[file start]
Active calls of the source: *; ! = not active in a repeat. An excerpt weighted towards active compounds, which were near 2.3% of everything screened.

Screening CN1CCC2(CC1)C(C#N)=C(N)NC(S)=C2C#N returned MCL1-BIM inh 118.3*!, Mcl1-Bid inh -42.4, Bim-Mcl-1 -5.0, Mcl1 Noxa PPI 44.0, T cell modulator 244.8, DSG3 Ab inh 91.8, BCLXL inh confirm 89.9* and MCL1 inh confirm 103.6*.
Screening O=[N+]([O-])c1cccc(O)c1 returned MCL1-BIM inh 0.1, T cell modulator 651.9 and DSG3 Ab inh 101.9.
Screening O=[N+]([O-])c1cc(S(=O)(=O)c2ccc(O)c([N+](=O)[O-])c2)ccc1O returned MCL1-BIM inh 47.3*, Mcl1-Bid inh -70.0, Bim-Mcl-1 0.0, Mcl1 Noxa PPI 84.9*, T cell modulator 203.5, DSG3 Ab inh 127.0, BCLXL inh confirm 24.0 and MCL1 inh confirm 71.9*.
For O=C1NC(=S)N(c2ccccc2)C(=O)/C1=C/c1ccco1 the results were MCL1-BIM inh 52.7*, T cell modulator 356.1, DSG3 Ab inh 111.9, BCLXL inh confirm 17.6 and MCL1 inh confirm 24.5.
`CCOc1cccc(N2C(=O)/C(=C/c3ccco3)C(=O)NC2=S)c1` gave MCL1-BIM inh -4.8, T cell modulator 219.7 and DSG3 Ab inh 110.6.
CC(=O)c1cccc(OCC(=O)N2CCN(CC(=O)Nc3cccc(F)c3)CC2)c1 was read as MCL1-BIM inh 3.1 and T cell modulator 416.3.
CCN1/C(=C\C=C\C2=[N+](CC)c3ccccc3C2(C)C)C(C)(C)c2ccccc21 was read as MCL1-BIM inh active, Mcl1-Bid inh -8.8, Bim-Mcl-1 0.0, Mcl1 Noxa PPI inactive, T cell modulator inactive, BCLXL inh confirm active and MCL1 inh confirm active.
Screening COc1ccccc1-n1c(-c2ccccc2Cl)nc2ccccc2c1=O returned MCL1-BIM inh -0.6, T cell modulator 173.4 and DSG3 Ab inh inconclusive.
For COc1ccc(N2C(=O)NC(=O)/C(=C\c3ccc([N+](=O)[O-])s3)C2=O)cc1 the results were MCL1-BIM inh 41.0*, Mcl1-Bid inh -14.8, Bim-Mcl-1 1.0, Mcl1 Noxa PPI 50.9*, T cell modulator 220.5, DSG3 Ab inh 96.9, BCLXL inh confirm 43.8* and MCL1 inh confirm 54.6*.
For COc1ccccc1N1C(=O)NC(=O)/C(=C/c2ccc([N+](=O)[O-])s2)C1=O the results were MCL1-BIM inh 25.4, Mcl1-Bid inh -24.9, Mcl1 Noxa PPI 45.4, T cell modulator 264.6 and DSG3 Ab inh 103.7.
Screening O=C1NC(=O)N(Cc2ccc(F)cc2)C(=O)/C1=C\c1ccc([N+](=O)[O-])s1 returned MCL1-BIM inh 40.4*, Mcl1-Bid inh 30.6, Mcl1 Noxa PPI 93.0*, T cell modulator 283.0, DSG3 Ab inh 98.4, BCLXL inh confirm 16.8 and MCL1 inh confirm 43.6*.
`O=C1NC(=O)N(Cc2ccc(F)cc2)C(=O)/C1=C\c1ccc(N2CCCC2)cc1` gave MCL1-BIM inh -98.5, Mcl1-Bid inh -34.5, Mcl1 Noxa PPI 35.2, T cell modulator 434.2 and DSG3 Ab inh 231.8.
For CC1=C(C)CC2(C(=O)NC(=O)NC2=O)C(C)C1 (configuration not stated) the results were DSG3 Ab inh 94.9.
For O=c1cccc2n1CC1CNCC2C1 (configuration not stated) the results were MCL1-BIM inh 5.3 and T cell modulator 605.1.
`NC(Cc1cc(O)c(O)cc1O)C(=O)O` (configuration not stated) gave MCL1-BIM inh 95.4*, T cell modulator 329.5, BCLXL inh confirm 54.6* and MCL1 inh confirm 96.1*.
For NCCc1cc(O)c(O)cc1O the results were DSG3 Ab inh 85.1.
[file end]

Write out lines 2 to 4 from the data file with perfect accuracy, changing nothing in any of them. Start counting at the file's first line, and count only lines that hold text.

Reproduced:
Screening CN1CCC2(CC1)C(C#N)=C(N)NC(S)=C2C#N returned MCL1-BIM inh 118.3*!, Mcl1-Bid inh -42.4, Bim-Mcl-1 -5.0, Mcl1 Noxa PPI 44.0, T cell modulator 244.8, DSG3 Ab inh 91.8, BCLXL inh confirm 89.9* and MCL1 inh confirm 103.6*.
Screening O=[N+]([O-])c1cccc(O)c1 returned MCL1-BIM inh 0.1, T cell modulator 651.9 and DSG3 Ab inh 101.9.
Screening O=[N+]([O-])c1cc(S(=O)(=O)c2ccc(O)c([N+](=O)[O-])c2)ccc1O returned MCL1-BIM inh 47.3*, Mcl1-Bid inh -70.0, Bim-Mcl-1 0.0, Mcl1 Noxa PPI 84.9*, T cell modulator 203.5, DSG3 Ab inh 127.0, BCLXL inh confirm 24.0 and MCL1 inh confirm 71.9*.